I have lots of problems with lots of things. Trouble is, with some of these things, here's the way my mind works:
1) acknowledge problem
2) obsess over how troubling the problem is
3) move onto another problem to obsess over
Rarely does 2a) happen, but in this case it has. 2a) is this: Think of solution to problem, publish it on blog, and solve problem.
Here's what I've solved.
The problem is election into the baseball Hall of Fame. I have a big problem with the fact that a guy is not a Hall of Famer one year (maybe on his own merit, maybe in comparison to the people he's up for election with in a given year), and then in succeeding years, he gets closer and closer and closer to election, until one January day he gets the call and suddenly, he's a Hall of Famer! (Two things - I realize this system worked for Hall of Famer Gary Carter, but it's flawed to me, no matter which person I idolize benefits. Also, I realize that this is not the only problem with the system, but it's the only one I'm solving.)
Now, this is big news up by me these days because of Jim Rice, and how close he has gotten this year, and how likely it is that he will get in next year, after 15 years of eligibility (I think I have that right....I'm going sans looking up information here). (Also note that this is Jim Rice, pictured below. He's the Red Sox player about to be tagged out at home by Gary Carter in Game 6 of the 1986 World Series.).
What makes Rice a Hall of Famer now, after all these years, when he barely got 30% of the vote his first few times out? (Actually, with Rice, it's quite simple - the media are lording it over him that they control his Hall of Fame fate, because he was a downright jerk to them when he was playing. Since the media always gets the last laugh [you listening, Roger Clemens?], and he didn't stay on their good side, he's paying the price.)
My solution to this whole thing - wait more than 5 years on marginal candidates before you vote. Maybe give it ten years, and only leave them on the ballot for five years total. This way:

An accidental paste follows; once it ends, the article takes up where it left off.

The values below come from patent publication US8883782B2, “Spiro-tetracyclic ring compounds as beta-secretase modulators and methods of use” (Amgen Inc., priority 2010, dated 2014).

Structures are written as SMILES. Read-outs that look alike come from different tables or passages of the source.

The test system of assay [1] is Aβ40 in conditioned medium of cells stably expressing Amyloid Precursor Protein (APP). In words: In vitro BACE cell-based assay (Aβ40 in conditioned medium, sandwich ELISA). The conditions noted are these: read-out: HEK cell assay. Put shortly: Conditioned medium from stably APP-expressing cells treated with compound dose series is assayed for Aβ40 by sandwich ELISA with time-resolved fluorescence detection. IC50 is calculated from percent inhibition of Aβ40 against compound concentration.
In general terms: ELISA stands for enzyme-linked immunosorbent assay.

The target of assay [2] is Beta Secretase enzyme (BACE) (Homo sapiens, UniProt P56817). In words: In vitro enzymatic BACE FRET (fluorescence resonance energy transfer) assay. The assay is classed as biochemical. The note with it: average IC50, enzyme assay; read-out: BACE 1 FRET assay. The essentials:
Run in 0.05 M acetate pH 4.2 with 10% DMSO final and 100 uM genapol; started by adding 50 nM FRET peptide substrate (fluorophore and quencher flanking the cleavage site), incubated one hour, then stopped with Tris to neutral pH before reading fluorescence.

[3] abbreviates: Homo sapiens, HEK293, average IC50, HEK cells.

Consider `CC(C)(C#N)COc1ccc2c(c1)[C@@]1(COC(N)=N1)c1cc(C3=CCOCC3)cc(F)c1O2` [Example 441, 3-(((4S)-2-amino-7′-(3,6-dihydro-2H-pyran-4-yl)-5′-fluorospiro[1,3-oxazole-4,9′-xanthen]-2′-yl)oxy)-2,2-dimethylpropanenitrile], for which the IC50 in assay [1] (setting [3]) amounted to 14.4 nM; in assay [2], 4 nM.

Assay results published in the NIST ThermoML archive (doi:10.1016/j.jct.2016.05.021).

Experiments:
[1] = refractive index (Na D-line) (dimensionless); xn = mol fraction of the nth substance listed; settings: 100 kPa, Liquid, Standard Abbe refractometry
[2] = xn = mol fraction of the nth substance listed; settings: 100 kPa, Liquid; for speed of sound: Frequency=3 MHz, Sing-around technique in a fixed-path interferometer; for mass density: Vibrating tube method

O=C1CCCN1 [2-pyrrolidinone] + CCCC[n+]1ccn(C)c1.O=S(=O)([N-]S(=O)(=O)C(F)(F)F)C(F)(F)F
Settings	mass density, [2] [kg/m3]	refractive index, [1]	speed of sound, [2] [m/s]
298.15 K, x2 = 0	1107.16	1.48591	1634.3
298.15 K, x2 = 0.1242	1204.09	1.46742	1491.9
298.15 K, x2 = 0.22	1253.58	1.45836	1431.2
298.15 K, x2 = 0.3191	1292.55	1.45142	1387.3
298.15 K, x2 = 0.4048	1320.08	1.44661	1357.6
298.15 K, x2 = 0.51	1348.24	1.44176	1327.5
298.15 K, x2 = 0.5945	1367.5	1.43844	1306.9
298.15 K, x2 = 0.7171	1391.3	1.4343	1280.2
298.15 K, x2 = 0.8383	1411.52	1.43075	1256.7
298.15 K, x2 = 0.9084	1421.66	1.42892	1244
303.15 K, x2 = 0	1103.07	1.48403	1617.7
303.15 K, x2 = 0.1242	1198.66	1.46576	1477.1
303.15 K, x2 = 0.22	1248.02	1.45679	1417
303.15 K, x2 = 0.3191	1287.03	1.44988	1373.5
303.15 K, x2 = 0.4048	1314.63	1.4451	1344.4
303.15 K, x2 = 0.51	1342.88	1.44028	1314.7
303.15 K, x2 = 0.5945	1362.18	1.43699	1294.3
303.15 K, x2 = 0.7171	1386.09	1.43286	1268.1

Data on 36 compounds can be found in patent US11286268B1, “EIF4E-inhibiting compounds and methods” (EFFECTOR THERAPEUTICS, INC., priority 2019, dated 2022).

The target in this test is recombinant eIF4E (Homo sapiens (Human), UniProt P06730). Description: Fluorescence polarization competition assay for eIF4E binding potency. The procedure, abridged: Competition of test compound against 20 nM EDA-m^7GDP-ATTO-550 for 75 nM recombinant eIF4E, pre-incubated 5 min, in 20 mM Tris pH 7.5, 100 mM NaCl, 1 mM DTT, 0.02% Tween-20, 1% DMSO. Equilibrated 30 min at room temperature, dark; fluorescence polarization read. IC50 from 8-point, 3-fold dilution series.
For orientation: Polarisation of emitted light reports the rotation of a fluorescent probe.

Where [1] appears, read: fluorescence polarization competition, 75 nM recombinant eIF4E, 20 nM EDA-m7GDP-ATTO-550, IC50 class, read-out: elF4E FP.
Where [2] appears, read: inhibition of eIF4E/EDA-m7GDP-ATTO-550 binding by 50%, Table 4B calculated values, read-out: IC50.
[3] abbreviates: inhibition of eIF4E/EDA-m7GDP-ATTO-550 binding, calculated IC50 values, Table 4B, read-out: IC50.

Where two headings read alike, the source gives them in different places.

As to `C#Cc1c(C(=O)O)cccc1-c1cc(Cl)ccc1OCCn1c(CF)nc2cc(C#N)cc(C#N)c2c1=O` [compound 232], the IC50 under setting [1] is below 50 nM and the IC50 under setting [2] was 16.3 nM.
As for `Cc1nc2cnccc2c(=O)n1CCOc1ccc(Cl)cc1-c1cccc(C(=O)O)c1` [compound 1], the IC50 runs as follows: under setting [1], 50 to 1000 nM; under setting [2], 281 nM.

1) We're not subjected to year after year of voting, where a guy inches closer and closer and finally makes it.
2) A player, instead of campaigning and trying to win votes after his first year of eligibility and seeing how many more votes he needs, can spend 10 years building the case for candidacy before anyone votes at all.
3) A player like Jim Rice, who ticked off the writers, can have a longer cooling-off period (but, really, when it comes down to the media, they have long memories, and will hold the grudge no matter what).
4) With a player who is a lock for the Hall of Fame, the commissioner can step in and do something positive for the sport - waive the waiting period, or declare a 5-year waiting period, and that player can get in sooner.
I just thought I'd weigh in - it's rare that I can complain about something and offer some ideas to make it better. So I'm taking advantage of that opportunity.
AN E-MAIL: Thanks to Rob in New Jersey, who heard my desperate plea for e-mail and answered...in reference to my post last week about the Mangini cell phone ads:
"I was going to post a comment, but I didn't feel like taking the time to set up a log-in. Plus, I could tell you were jonesin' for an email to this address.
Re: Magini's Razr phone commercials... It also took me several viewing before I got the point.
Even though I agree with your take on the ads, allow me to pose an alternate theory: could it be that everyone in the city with a stake in Jets' outcomes or with things that cause angst is chucking his phone in frustration and they just end with Mangini showing his particular brand of frustration as a way of illustrating why the phones are turning up embedded in walls? In other words, could they be trying to make us think that Razrs are getting embedded in walls all over the place as people have things - Jets related or not - digust them? Hmmmm..."
If you want to meet someone who has obsessed over this longer and given it more thought than I, meet Rob. I think he's right - that's probably where all of the phones came from. It never seemed right that Mangini had about twenty phones and was chucking them into things all over Jersey. Thanks for making sense of that, Rob.
That said, I think we can all agree that if that is Belichick's voice at the end of the commercial (and the more I hear it now, the more I think it is), it's gotta be driving him nuts that he's tagging the end of a commercial starring Eric Mangini.